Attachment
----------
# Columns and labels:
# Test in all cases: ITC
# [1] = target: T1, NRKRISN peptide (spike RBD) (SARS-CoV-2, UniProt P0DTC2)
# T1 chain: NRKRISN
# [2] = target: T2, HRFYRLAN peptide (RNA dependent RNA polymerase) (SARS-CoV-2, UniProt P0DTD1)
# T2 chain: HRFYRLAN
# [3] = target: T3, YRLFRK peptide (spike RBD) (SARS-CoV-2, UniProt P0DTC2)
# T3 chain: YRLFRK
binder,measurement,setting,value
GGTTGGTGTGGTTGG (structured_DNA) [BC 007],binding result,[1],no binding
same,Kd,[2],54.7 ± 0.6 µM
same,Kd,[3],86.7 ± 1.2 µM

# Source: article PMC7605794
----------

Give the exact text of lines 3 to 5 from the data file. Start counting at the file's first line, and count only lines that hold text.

# [1] = target: T1, NRKRISN peptide (spike RBD) (SARS-CoV-2, UniProt P0DTC2)
# T1 chain: NRKRISN
# [2] = target: T2, HRFYRLAN peptide (RNA dependent RNA polymerase) (SARS-CoV-2, UniProt P0DTD1)